The Thing from Another World
With its modest special effects, lean plot, and small cast of lesser stars, this 1951 thriller remains a sturdy blueprint for fusing horror and science fiction. The formula has been employed countless times since, fleshed out with more extensive and elaborate production values, and manned by higher profiled marquee names, but the results have yet to improve on The Thing from Another World, Howard Hawks's lone foray into sci-fi. The story begins as military airmen are dispatched to a remote Arctic research station where scientists have detected the crash of a spacecraft. An effort to retrieve the saucer-shaped vehicle fails, but the team returns to the station with the frozen body of its sole occupant. When the extraterrestrial pilot is accidentally thawed, the crew, headed by a tough-talking pilot (Kenneth Tobey), grapples with a massive, chlorophyll-based humanoid (James Arness) thirsty for blood and in no mood for galactic diplomacy. Hawks takes only a production credit for this low-budget exercise, but his filmmaking style transcends Christian Nyby's nominal direction: rapid-fire, overlapping dialogue, an ensemble of comrades whose professionalism is tempered by wisecracks, and unsentimental female characters (embodied by feisty romantic interest Margaret Sheridan) recall Hawks's signature works, while propelling the plot over any potential gaps in credibility. It's hardly surprising, then, that The Thing from Another World remains among the most influential science fiction movies ever shot, or that it remains exciting entertainment a half century later. --Sam Sutherland
Director John Carpenter and special makeup effects master Rob Bottin teamed up for this 1982 remake of the 1951 science fiction classic The Thing from Another World, and the result is a mixed blessing. It's got moments of highly effective terror and spine-tingling suspense, but it's mostly a showcase for some of the goriest and most horrifically grotesque makeup effects ever created for a movie. With such highlights as a dog that splits open and blossoms into something indescribably gruesome, this is the kind of movie for die-hard horror fans and anyone who slows down to stare at fatal traffic accidents. On those terms, however, it's hard not to be impressed by the movie's wild and wacky freak show. It all begins when scientists at an arctic research station discover an alien spacecraft under the thick ice, and thaw out the alien body found aboard. What they don't know is that the alien can assume any human form, and before long the scientists can't tell who's real and who's a deadly alien threat. Kurt Russell leads the battle against the terrifying intruder, and the supporting cast includes Richard Masur, Richard Dysart, Donald Moffat, and Wilford Brimley. They're all playing standard characters who are neglected by the mechanistic screenplay (based on the classic sci-fi story "Who Goes There?" by John W. Campbell), but Carpenter's emphasis is clearly on the gross-out effects and escalating tension. If you've got the stomach for it (and let's face it, there's a big audience for eerie gore), this is a thrill ride you won't want to miss. --Jeff Shannon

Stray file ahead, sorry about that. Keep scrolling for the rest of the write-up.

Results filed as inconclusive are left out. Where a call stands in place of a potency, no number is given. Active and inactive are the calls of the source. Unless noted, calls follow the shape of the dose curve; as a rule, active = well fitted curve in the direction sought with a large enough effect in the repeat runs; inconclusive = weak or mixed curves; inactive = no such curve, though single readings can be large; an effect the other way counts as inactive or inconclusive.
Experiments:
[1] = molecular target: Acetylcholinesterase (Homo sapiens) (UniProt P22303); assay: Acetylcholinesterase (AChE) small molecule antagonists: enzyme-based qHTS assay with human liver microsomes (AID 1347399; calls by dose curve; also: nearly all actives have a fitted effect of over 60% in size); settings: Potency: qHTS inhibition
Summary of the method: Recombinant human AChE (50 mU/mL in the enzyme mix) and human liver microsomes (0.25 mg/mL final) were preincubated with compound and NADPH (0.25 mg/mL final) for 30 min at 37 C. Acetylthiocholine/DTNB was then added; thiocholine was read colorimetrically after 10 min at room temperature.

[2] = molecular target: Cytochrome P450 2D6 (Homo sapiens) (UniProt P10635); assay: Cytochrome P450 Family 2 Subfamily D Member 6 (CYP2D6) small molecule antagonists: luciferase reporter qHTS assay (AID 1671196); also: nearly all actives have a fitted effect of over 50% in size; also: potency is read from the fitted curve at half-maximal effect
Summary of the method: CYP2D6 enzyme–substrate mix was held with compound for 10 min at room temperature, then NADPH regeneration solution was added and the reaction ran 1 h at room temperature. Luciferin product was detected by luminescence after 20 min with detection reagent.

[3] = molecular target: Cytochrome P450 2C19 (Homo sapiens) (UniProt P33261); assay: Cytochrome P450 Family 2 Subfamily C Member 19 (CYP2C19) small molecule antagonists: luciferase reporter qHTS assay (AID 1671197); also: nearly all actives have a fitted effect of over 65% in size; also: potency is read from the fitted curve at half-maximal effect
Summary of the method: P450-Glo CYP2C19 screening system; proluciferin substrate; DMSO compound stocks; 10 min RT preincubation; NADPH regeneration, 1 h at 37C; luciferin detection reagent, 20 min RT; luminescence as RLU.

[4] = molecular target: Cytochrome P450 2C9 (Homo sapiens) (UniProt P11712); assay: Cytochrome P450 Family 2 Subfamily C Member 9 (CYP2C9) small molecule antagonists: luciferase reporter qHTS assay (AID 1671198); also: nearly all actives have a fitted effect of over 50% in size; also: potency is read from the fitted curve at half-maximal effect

Both film versions of the sci-fi thriller based on a story by John W Campbell Jr in which an unidentified object crashes in the North Pole. The B-movie cult classic version directed by Howard Hawks, 'The Thing from Another World' (1951), stars Kenneth Tobey as Air Force pilot Captain Hendry. John Carpenter's special effects-laden update, 'The Thing', was made 32 years later in 1983.